Friday, January 5, 2018
I should be working on my novel. But here I am, writing in my blog.
Journaling / blogging is one of my many stalling techniques that prevent me from experiencing a zen-like level of productivity. Sometimes, I get lost in my own fiction, and writing isn't a chore at all. There's no stalling. No procrastination. I have to find out what happens to my characters!
But most of the time, my writing isn't that fervent. It is way more sporadic than I care to admit. I've got a rather busy life (though not as busy as others), and so I have a long list of excuses. Kids, marriage, family stuff. Housework, work-work, piles of essays to grade. Dogs who stare at me until I take them for a walk. A bunny cage that always needs cleaning.
Yet no matter how busy I am, there is still down time. For example, last night I watched the excellent film DARKEST HOUR. Don't get me wrong, I'm glad I watched it... But part of my brain (the judgmental corner) wonders if I deserved to watch it. After all, I didn't meet my goal of one hour of writing.
I get why I stall on my novel when I am feeling lazy. (And I feel like binge watching "The Good Place" whilst eating ice cream). But what's the deal with putting off my writing to do something that takes way more energy?
Hmm... I could write for an hour or organize my messy office for three hours. Or." Let's see, should I write for an hour or walk the digs for an hour? And how many times have I suddenly had the urge to do the dishes instead of sitting with my iPad, giving another hour to my novel.
I think for me, there is the fear of mediocrity. I want my book to be excellent. And sometimes, as I am working on a chapter, I know that the writing, the humor, the characters could be a lot better. So, that part of my brain, the one that gives into the fear of mediocrity -- the one that would rather I create nothing rather than risk failure and disappointment -- that measly little part of my mind says, "Go do something else, Wade. Don't work on this book until you feel completely inspired. Until you have more free time to devote all of your attention to this masterpiece. Until you have cleared your schedule of all other concerns and responsibilities."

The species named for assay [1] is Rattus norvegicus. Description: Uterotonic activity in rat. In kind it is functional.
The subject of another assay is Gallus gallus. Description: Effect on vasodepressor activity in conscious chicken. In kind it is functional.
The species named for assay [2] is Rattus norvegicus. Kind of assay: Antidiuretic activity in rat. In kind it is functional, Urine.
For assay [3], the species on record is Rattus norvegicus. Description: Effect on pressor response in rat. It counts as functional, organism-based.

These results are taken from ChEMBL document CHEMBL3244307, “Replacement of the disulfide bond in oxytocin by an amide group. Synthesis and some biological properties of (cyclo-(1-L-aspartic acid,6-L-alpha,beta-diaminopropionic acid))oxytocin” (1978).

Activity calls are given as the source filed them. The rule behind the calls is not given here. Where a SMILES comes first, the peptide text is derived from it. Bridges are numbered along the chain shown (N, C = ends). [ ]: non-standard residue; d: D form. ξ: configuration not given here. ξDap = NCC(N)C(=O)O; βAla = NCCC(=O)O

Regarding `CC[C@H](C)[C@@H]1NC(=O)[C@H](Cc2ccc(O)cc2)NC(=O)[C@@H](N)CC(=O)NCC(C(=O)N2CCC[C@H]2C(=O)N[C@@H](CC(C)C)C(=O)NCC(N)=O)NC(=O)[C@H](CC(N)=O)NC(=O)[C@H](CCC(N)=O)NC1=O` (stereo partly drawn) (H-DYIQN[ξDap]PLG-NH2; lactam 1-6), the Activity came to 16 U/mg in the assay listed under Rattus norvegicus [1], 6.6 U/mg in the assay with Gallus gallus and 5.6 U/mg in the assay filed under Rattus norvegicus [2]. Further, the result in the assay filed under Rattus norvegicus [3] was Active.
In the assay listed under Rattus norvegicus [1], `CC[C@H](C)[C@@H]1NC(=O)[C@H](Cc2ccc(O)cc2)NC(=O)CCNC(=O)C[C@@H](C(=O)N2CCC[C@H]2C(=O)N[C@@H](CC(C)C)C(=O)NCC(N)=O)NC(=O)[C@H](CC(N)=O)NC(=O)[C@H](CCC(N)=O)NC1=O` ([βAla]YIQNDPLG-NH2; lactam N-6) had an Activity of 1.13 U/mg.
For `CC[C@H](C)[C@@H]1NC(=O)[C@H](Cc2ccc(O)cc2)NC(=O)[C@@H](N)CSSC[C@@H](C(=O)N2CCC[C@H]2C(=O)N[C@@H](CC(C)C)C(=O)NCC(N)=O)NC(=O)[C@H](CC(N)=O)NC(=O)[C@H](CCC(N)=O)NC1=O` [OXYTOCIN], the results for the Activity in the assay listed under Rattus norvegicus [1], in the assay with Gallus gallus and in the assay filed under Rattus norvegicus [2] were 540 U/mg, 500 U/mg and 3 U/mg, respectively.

Sometimes I listen to that voice. I am more prone to obey this insecure voice when I am in the middle of a busy semester -- which is probably why I'm thinking about this right now. Spring semester begins on Monday, and I have a heavy workload for the next four months.
Fortunately, I don't let that voice win most of the battles. I know of too many potential artists who have given into that fear of mediocrity. Or worse, the fear of failure. (There's also a group of people who are afraid of success -- which I find even more mysterious than my little phobias.)
I don't know that there's a one size fits all solution that will forever rid me of these stalling jags... each day presents it's own variation on the same battle, and each day seems to require a new strategy. I am, however, thankful that most days I win.
Will I win today? Will I stop stalling and write another hour's worth of my book?
Tell ya what... if I win, I'll post a victory cartoon on my next blog entry. If the stalling jag delays me from getting down to business, I'll post a cartoon that represents the agony of defeat.